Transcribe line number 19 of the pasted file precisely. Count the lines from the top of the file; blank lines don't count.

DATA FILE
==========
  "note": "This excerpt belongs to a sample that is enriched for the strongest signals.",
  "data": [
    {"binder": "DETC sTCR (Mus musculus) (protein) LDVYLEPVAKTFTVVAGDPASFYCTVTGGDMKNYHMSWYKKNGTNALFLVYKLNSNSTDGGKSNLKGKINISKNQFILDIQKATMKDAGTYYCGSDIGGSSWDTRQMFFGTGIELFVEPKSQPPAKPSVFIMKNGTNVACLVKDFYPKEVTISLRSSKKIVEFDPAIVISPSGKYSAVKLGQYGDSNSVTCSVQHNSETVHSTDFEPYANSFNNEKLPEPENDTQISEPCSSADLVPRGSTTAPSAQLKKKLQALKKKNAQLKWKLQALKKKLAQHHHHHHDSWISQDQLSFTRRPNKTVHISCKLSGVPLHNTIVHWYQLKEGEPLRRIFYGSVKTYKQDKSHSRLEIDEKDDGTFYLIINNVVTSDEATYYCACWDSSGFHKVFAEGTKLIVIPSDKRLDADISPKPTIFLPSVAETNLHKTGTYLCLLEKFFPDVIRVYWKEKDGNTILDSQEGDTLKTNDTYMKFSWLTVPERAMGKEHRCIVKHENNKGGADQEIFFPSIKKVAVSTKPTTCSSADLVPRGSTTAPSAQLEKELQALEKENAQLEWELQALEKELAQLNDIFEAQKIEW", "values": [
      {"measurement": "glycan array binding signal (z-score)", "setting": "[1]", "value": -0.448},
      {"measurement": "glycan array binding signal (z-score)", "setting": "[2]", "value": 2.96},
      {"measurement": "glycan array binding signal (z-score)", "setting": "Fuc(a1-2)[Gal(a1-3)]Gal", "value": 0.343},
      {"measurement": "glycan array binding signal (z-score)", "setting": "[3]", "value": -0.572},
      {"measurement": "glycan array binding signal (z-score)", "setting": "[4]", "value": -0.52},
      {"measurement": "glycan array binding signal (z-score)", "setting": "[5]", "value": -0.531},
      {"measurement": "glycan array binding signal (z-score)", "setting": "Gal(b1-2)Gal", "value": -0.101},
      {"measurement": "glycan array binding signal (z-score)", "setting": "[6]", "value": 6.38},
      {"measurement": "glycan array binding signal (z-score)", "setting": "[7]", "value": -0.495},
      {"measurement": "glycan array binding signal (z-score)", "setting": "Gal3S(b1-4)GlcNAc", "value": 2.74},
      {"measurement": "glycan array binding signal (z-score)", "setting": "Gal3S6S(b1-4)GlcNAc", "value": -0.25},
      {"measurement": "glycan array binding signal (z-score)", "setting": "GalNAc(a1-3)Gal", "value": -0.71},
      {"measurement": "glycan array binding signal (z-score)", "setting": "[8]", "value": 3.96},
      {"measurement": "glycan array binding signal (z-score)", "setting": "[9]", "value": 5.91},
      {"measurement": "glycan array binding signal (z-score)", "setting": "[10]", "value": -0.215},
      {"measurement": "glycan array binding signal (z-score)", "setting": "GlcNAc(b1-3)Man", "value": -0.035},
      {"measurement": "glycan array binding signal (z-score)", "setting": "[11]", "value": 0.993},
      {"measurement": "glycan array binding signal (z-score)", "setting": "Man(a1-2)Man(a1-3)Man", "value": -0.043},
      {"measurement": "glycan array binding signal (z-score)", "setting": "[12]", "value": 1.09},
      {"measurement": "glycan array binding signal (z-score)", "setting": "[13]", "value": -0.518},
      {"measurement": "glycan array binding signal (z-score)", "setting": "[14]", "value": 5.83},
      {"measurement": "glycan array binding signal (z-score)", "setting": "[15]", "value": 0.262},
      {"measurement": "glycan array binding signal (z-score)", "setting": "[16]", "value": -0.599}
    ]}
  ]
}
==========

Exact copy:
      {"measurement": "glycan array binding signal (z-score)", "setting": "GlcNAc(b1-3)Man", "value": -0.035},